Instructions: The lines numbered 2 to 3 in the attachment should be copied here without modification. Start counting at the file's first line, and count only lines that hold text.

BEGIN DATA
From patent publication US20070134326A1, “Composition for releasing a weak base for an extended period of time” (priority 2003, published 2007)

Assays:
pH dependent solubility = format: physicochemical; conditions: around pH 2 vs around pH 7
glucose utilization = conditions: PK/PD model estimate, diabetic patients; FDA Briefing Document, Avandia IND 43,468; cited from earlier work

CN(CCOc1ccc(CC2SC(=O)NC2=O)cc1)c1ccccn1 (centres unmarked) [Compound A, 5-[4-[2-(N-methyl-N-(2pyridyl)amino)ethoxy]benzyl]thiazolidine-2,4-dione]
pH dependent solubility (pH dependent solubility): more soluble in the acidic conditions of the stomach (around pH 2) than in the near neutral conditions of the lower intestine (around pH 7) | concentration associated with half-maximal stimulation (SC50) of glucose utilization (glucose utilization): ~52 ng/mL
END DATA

Assays:
pH dependent solubility = format: physicochemical; conditions: around pH 2 vs around pH 7